“We need to start a bigger group,” she said. “So if you want to get married, come join our group and run with us.”


Gena Greene wasn't about to let an injury derail her plans to run the marathon.

Greene suffered a torn Achilles tendon less than a month ago but stayed in the race and made it through 26.2 miles.

“I've got it taped, wrapped, I've got a patch on it and a tendinitis support on it,” Greene said. “I did everything I could.”

Greene, who is from Georgia but whose husband is station at Fort Sill, didn't want to back out after talking her friend, Monifa Nixon, into training and coming from Atlanta to run with her.

“Once I got her to agree to do it, I was locked in,” Greene said. “People get hurt all the time and they get through it and that's what I had to do.”


With about 12 miles to go, Meredith Hein didn't think she'd make it through her first marathon.

“I thought I might die,” Hein said.

But she wasn't about to quit.

“Knowing what this race is for — the memories of those people who died in the bombing here and obviously what happened in Boston last week provided some more motivation,” Hein said.

Hein, who's from Columbus, Ohio, ran the race with her husband Dave.

Both are in the Air Force, with Dave stationed at Tinker and Meredith at Sheppard Air Force Base in Wichita Falls, Texas.

“Our job is to support and defend, and we wanted to be a part of this race,” she said.

They're also hoping to run in Boston next year.

Both turned in times that were good enough to qualify for the 2014 Boston Marathon.

“Our deal is if we both make Boston that we're going to run,” Meredith said.


Graham Andrew didn't expect to run in a half marathon when he came to Oklahoma from his home in Glasgow, Scotland, for work.

But when he got here for his two-week trip, a friend talked him into giving the event a try.

So Andrew ran the 13.1 miles in a kilt.

“It's a cheap tourist kilt, but it worked,” Andrew said. “It's not the most comfortable thing to run in though. It kept turning around on me, and I had to keep adjusting it. As a Scotsman, I couldn't let that go.”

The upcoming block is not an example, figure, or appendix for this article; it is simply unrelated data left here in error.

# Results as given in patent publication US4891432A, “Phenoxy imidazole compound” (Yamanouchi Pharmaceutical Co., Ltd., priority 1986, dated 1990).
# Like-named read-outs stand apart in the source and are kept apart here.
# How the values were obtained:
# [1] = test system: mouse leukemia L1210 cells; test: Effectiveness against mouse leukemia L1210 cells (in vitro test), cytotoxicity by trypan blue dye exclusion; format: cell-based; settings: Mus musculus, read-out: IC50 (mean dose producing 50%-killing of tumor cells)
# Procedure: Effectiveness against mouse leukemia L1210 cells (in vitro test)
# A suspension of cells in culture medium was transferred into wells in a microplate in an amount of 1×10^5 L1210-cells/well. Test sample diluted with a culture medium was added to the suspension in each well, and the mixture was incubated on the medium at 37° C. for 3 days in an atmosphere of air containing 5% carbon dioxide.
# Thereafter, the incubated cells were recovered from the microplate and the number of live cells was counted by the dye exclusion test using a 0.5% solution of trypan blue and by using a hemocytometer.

Andrew will return to Scotland at the end of the week.

“By which time hopefully I should be able to sit on a flight for that long,” Andrew said.


Tara Light knows she's never going to be one of the fastest runners on the course.

So Light wanted to be one of the most well-dressed.

Light, from Norman, made a silver and black skirt to run during the marathon and wore long red socks in honor of the Boston Marathon victims.

“I've been told I'm the best-dressed one out there,” Light said. “I'm really slow so I need people to cheer for me anyway and that seemed like a good way to do that.”

Light was one of the runners to start the marathon early, starting around 4:30 a.m., two hours before the formal start.

“I did the early start because I'm a turtle and there were still people out there cheering for us from the start,” Light said. “I never felt like we weren't part of the ‘real' race even though we started early.”


Last year's female marathon champion, Camille Herron of Oklahoma City, was at the finish line Sunday just to cheer for her friends.

Herron, the course record holder, skipped the Memorial Marathon this year because she won a marathon in Illinois on Saturday.